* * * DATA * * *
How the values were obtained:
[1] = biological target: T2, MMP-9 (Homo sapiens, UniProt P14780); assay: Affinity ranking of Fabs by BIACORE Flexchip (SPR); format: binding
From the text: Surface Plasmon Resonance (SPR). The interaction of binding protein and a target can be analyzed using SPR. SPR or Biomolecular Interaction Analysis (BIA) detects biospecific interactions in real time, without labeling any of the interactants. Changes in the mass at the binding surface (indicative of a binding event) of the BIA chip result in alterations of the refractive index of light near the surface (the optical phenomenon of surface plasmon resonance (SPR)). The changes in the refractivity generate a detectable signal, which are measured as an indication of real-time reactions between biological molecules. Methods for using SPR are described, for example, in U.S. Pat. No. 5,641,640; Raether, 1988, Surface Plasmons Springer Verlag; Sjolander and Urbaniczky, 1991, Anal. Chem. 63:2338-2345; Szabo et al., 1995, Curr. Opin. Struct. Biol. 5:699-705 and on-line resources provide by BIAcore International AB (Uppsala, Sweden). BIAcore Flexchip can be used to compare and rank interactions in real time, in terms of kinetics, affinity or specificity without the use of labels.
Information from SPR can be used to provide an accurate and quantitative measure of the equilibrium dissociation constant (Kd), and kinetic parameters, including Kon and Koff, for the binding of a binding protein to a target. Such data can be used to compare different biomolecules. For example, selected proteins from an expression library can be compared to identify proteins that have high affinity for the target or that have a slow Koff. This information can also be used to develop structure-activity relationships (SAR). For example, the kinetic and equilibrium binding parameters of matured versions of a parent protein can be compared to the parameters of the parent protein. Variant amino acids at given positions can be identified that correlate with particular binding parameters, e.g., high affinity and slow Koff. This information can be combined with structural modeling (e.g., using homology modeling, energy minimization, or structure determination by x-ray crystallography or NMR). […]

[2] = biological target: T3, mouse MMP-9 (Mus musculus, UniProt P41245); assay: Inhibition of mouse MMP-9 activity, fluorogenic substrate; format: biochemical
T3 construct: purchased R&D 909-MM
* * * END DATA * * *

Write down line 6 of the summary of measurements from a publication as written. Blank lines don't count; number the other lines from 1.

T3 construct: purchased R&D 909-MM